He chastised the government's management of the economy citing the country's rising public debt stock as a situation that can take Ghana back to being a Highly Indebted Poor Country (HIPC).

He said the International Monetary Fund (IMF) forecast Ghana's current rate of borrowing and debt at 76.7 percent debt to GDP ratio.

According to him, "Contrary to the impression created by Nana Akufo-Addo that he inherited nothing from me and that he inherited a mess, I left him revenue from two new oil fields - the TEN field and ENI Sankofa fields.

Finance Minister, Ken Ofori-Atta
Finance Minister, Ken Ofori-Atta

"I left him with $270 million in the Ghana Infrastructure Investment Fund. I left him with more than $207 million in the Stabilisation Fund and about $300 million in the Sinking Fund with which the final payment of the Kufuor euro bond was paid on maturity in 2017."

READ MORE: Ghana's debt hits pre-HIPC stage- IMF

He made this known at the La Palm Royal Beach Hotel on Monday, 26 October 2020 where he engaged professionals ahead of the December 7 polls and said "As for the 2020 growth, the economy that was sold to us as resilient and capable of withstanding shocks for at least three months without any external intervention could not stay afloat without IMF support for more than three weeks.

"Even worse, the rate of borrowing by this government has dazed many observers.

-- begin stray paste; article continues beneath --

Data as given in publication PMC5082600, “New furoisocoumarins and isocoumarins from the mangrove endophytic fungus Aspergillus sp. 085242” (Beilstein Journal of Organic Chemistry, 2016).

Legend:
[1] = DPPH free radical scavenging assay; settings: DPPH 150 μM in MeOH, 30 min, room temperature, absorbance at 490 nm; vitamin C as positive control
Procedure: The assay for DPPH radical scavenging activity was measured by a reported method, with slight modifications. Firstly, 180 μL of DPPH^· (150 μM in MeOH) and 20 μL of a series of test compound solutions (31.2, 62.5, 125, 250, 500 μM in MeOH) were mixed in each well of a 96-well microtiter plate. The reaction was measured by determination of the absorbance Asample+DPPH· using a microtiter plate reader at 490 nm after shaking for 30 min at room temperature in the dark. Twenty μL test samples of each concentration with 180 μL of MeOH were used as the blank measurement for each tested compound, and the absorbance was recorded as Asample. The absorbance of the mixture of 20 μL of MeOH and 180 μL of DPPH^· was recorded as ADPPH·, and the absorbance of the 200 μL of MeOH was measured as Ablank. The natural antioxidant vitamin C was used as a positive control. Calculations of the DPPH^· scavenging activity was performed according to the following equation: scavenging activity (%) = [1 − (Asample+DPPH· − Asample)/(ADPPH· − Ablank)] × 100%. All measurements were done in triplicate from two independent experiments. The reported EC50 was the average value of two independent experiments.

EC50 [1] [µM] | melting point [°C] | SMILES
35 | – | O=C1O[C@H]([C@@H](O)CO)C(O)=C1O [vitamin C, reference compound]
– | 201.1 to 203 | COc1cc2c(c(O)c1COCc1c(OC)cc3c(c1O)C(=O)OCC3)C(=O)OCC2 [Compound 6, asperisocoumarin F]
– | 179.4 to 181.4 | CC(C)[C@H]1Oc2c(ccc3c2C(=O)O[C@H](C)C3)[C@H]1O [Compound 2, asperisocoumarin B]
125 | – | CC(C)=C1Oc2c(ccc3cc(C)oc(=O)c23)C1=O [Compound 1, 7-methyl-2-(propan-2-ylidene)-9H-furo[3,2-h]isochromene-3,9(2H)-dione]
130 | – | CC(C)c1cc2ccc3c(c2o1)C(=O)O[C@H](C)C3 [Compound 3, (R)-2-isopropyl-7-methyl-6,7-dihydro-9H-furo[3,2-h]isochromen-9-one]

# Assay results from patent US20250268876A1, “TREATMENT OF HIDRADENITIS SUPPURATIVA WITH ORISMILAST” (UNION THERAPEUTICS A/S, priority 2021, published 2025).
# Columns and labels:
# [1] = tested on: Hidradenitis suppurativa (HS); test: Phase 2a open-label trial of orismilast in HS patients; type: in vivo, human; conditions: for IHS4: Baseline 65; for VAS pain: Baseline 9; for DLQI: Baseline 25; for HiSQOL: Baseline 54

"The IMF in its Sub-Saharan African Regional Economic Outlook forecast the current rate of borrowing and debt at a frightening 76.7% debt to GDP ratio.

"Ladies and gentlemen, unfortunately, Ghana is back to HIPC status under Nana Akufo-Addo and Ken Ofori-Atta administration."

Ghana's government debt has increased as it spends more than planned.

Ghana's total public debt stock jumped by 1.66 percent to hit GH¢263. 1 billion ($46.3bn) in July 2020, according to the latest Summary of Macroeconomic and Financial Data.

This represents about 68.3 percent of the country's Gross Domestic Product and is gradually nearing the dreaded 70% of GDP.

About HIPC

The World Bank, the International Monetary Fund (IMF) and other multilateral, bilateral and commercial creditors began the HIPC Initiative in 1996.

The program was designed to ensure that the poorest countries in the world are not overwhelmed by unmanageable or unsustainable debt burdens. It reduces the debt of countries meeting strict criteria.

The following countries have qualified for debt-relief under the HIPC Initiative.